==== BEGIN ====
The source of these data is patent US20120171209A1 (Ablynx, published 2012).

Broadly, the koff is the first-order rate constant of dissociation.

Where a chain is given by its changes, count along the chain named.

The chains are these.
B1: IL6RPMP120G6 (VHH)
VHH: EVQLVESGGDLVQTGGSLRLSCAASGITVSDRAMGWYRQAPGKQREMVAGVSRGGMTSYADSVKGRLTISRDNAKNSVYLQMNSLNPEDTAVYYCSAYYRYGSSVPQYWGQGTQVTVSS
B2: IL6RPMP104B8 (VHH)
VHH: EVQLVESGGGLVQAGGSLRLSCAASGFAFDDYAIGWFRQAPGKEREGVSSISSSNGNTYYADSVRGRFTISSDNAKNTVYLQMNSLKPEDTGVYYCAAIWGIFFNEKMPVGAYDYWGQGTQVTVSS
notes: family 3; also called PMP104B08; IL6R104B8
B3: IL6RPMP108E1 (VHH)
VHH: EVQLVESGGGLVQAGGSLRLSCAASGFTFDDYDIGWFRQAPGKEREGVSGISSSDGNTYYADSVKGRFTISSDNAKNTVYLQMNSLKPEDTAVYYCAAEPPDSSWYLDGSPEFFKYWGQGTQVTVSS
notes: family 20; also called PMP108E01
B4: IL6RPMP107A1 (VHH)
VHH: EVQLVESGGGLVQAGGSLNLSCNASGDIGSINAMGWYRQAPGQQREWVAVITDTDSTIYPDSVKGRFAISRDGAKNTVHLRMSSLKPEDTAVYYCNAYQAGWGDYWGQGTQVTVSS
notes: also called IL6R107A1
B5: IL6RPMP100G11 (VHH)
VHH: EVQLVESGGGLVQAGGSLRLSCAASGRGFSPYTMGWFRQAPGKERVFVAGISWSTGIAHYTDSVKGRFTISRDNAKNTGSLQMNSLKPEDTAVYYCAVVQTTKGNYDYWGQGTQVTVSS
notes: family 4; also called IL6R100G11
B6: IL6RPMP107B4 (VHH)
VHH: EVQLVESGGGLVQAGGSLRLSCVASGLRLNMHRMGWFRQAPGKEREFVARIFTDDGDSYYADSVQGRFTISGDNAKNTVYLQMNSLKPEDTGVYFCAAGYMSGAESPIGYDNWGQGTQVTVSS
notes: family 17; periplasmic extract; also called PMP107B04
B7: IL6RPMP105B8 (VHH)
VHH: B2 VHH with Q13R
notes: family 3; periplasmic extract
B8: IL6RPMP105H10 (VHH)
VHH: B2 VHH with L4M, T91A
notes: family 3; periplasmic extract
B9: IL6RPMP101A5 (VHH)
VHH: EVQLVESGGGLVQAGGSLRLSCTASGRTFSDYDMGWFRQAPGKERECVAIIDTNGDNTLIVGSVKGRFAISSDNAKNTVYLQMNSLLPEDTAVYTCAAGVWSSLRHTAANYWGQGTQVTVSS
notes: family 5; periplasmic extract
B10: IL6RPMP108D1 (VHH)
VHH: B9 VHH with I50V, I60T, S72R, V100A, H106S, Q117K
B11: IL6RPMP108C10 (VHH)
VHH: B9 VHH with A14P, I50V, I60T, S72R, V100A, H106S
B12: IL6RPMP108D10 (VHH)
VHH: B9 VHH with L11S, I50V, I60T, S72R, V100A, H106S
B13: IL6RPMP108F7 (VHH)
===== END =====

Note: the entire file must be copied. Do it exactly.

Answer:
The source of these data is patent US20120171209A1 (Ablynx, published 2012).

Broadly, the koff is the first-order rate constant of dissociation.

Where a chain is given by its changes, count along the chain named.

The chains are these.
B1: IL6RPMP120G6 (VHH)
VHH: EVQLVESGGDLVQTGGSLRLSCAASGITVSDRAMGWYRQAPGKQREMVAGVSRGGMTSYADSVKGRLTISRDNAKNSVYLQMNSLNPEDTAVYYCSAYYRYGSSVPQYWGQGTQVTVSS
B2: IL6RPMP104B8 (VHH)
VHH: EVQLVESGGGLVQAGGSLRLSCAASGFAFDDYAIGWFRQAPGKEREGVSSISSSNGNTYYADSVRGRFTISSDNAKNTVYLQMNSLKPEDTGVYYCAAIWGIFFNEKMPVGAYDYWGQGTQVTVSS
notes: family 3; also called PMP104B08; IL6R104B8
B3: IL6RPMP108E1 (VHH)
VHH: EVQLVESGGGLVQAGGSLRLSCAASGFTFDDYDIGWFRQAPGKEREGVSGISSSDGNTYYADSVKGRFTISSDNAKNTVYLQMNSLKPEDTAVYYCAAEPPDSSWYLDGSPEFFKYWGQGTQVTVSS
notes: family 20; also called PMP108E01
B4: IL6RPMP107A1 (VHH)
VHH: EVQLVESGGGLVQAGGSLNLSCNASGDIGSINAMGWYRQAPGQQREWVAVITDTDSTIYPDSVKGRFAISRDGAKNTVHLRMSSLKPEDTAVYYCNAYQAGWGDYWGQGTQVTVSS
notes: also called IL6R107A1
B5: IL6RPMP100G11 (VHH)
VHH: EVQLVESGGGLVQAGGSLRLSCAASGRGFSPYTMGWFRQAPGKERVFVAGISWSTGIAHYTDSVKGRFTISRDNAKNTGSLQMNSLKPEDTAVYYCAVVQTTKGNYDYWGQGTQVTVSS
notes: family 4; also called IL6R100G11
B6: IL6RPMP107B4 (VHH)
VHH: EVQLVESGGGLVQAGGSLRLSCVASGLRLNMHRMGWFRQAPGKEREFVARIFTDDGDSYYADSVQGRFTISGDNAKNTVYLQMNSLKPEDTGVYFCAAGYMSGAESPIGYDNWGQGTQVTVSS
notes: family 17; periplasmic extract; also called PMP107B04
B7: IL6RPMP105B8 (VHH)
VHH: B2 VHH with Q13R
notes: family 3; periplasmic extract
B8: IL6RPMP105H10 (VHH)
VHH: B2 VHH with L4M, T91A
notes: family 3; periplasmic extract
B9: IL6RPMP101A5 (VHH)
VHH: EVQLVESGGGLVQAGGSLRLSCTASGRTFSDYDMGWFRQAPGKERECVAIIDTNGDNTLIVGSVKGRFAISSDNAKNTVYLQMNSLLPEDTAVYTCAAGVWSSLRHTAANYWGQGTQVTVSS
notes: family 5; periplasmic extract
B10: IL6RPMP108D1 (VHH)
VHH: B9 VHH with I50V, I60T, S72R, V100A, H106S, Q117K
B11: IL6RPMP108C10 (VHH)
VHH: B9 VHH with A14P, I50V, I60T, S72R, V100A, H106S
B12: IL6RPMP108D10 (VHH)
VHH: B9 VHH with L11S, I50V, I60T, S72R, V100A, H106S
B13: IL6RPMP108F7 (VHH)